Click on Chart to Enlarge

This is a daily chart of the S&P 500. The decline is now as large as the June-July decline and took less time, providing initial price confirmation of a trend change. Friday's session created a hammer candlestick on heavy volume. I find this to be a pretty reliable short term reversal pattern. On the flip side though, if the market closes below Friday's low, then the market could really tank for a bit. In most charts I can recall, when a reversal that "should" stick doesn't, the market is very weak and can fall very hard and fast to the next support. So my bias right now is for a short term rebound, but if it fails to hold, then lookout below.

Click on Chart to Enlarge

The McClellan Oscillator shows a bullish divergence on the new lows this past week. So this is another suggestion from breadth that the decline is weakening. As noted on the chart, in the event of a rebound, it will be instructive to watch whether the oscillator spikes back up and moves above zero, or if it forms a more complex overlapping structure at or below zero.

Click on Chart to Enlarge

If we step back and look at the weekly chart, however, we see that we may be in the early stages of a new weekly downtrend/decline. So unless the market strengthens substantially to prove this wrong, then I view the intermediate trend as down now.

Thursday, February 4, 2010

S&P Update

Click on Chart to Enlarge

The current trades are going basically as planned right now. The next step I will be looking to do is to move the stop on DXD to a breakeven point. Depending on what tomorrow brings I may opt for doing the same with SPXU and holding it. As I've noted several times in recent months, I expect the initial move down from the highs to be sharp. I wouldn't expect the highs of the last day or two to be exceeded prior to the break of next support. That is 3-4% lower on the S&P which is about another 10% gain down from today's levels on SPXU.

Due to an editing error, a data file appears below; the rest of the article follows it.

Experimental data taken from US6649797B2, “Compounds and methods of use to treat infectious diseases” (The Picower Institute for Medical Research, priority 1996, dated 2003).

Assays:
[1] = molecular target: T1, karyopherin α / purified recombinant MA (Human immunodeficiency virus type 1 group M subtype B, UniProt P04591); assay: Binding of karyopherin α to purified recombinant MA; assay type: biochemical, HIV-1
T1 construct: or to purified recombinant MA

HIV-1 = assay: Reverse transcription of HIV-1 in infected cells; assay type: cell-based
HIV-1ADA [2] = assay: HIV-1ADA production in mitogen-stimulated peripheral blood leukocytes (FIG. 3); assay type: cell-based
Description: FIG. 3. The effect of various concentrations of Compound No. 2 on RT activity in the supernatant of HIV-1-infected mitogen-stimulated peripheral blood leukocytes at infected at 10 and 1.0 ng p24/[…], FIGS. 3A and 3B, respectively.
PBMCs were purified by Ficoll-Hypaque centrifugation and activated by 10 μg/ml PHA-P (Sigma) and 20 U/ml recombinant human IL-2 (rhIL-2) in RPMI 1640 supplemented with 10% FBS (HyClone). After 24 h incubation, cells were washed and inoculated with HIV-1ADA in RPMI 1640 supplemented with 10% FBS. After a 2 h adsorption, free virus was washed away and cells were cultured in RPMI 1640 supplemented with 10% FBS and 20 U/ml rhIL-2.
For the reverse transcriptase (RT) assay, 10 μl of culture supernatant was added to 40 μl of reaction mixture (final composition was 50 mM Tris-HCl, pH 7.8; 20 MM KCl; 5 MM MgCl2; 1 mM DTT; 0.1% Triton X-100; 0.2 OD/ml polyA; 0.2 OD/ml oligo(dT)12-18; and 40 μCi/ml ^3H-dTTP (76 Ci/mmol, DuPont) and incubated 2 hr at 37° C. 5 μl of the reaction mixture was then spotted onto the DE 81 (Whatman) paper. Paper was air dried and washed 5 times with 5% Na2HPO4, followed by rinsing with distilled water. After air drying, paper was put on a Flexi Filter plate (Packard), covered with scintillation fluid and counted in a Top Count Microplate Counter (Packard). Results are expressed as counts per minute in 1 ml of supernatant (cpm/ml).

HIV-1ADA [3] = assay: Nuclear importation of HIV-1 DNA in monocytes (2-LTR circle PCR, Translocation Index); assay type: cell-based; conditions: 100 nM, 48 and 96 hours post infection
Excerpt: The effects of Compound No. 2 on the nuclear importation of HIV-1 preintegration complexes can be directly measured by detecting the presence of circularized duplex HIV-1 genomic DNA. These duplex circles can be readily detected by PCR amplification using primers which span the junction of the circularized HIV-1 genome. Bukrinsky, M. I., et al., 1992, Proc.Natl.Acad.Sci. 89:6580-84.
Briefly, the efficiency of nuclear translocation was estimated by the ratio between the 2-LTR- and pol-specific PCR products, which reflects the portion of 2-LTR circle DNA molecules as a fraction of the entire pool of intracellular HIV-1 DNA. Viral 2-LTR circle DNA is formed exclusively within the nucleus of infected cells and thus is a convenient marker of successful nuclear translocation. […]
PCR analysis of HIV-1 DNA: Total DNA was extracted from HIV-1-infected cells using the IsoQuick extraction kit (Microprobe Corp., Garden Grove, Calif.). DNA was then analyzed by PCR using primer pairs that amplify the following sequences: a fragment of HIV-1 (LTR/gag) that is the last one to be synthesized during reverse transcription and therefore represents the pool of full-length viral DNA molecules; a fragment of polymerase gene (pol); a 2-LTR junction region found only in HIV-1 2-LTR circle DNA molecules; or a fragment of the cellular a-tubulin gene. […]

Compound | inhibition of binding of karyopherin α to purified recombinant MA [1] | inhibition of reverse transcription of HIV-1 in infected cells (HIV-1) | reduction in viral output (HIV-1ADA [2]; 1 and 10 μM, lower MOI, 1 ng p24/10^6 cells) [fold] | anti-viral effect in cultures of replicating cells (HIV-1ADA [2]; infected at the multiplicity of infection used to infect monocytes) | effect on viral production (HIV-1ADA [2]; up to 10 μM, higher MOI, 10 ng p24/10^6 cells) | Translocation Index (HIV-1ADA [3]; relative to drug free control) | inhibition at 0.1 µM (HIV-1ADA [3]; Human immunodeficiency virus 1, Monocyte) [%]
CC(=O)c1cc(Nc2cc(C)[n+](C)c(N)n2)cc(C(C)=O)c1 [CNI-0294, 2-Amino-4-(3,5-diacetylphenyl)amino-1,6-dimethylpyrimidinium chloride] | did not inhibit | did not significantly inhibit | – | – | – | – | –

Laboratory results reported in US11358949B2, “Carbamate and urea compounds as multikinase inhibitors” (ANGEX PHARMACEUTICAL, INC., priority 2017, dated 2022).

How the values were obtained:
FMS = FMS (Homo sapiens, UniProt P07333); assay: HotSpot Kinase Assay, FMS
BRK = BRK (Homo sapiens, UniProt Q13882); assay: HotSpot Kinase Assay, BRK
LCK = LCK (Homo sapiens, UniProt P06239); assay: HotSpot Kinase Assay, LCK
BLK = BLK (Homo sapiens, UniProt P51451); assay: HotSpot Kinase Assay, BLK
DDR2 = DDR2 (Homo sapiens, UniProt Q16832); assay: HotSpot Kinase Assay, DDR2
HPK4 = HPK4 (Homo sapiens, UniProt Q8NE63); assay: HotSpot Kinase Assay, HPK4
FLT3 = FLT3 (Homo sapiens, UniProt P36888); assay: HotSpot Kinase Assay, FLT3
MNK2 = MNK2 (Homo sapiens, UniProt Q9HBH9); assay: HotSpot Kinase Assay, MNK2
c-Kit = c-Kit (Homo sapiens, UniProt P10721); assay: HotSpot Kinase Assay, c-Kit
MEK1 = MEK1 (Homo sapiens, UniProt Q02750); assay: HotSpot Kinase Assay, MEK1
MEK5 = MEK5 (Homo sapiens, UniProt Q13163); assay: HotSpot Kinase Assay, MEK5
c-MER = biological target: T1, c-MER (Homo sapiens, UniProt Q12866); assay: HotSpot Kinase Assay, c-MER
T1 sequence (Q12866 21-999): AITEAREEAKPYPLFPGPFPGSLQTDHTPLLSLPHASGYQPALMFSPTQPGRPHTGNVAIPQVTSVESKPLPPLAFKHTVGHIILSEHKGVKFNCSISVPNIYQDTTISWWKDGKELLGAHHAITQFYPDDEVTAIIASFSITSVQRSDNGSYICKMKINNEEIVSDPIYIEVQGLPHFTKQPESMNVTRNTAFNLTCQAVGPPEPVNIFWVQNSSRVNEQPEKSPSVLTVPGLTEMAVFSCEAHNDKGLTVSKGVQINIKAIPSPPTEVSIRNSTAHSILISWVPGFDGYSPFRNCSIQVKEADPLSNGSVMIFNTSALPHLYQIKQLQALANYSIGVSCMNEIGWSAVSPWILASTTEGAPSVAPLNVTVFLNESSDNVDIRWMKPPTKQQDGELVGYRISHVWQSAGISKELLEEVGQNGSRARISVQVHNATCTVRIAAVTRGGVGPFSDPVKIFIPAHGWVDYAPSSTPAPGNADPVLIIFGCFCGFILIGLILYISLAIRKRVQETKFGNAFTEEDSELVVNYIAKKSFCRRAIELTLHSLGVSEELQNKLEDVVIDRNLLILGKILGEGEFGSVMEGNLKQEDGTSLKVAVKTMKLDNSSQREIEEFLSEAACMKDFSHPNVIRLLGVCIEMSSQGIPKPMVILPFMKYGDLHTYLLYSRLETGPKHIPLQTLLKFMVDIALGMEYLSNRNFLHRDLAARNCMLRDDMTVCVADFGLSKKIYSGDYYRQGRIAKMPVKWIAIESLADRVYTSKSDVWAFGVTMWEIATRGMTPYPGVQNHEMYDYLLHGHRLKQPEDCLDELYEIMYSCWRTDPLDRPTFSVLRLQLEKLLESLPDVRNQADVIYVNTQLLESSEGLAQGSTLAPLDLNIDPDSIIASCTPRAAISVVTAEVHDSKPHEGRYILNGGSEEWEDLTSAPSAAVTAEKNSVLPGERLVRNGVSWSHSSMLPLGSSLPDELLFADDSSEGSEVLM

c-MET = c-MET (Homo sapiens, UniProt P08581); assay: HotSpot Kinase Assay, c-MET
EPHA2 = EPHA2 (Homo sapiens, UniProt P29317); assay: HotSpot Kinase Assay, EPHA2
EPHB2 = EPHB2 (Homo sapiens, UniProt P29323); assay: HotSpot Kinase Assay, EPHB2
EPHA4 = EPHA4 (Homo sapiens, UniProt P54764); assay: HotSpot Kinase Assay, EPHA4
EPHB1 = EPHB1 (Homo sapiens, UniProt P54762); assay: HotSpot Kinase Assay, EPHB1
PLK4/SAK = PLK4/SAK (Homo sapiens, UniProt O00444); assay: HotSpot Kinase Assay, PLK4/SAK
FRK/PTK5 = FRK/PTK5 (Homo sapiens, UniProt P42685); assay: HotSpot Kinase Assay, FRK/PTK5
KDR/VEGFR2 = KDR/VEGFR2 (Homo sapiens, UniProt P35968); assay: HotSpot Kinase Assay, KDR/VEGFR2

Now tomorrow is the monthly payroll/jobs data. There is a contrary element to these reports. More weakness will likely be ahead if the market gaps up tomorrow. But there is some decent chance of a rebound if the market gaps down.

The chart above shows boxes around the June-July and the current corrections which are on a log scale. One thing I always say is to look for a larger and faster correction than any prior counter trend move. These often start new trends. By this measure, a move below 1045 in the next trading week will create such a situation. Also when considering that volatility (VIX) was 50% lower on the start of this decline than the June-July decline, such a decline would be very significant.

Also, I still am suggesting that the market may move back down to the June high/July low region in the next month or two.

Click on Chart to Enlarge

The action in gold today appears to me to confirm a new leg down in gold, which does not support the idea that there may be another major inflationary leg up, at least not beginning real soon. However, on a breakdown move like this prices should typically not close back above the breakdown point if the decline is to continue. This is all the more important as it is now oversold on the daily oscillators.

Wednesday, February 3, 2010

New Short-Term Trade

Market is short-term overbought without a reliable bottoming pattern in place.

New Trade:

Buy SPXU with a market order today. Current price is 37.14 which will be the blog entry price.

No other changes.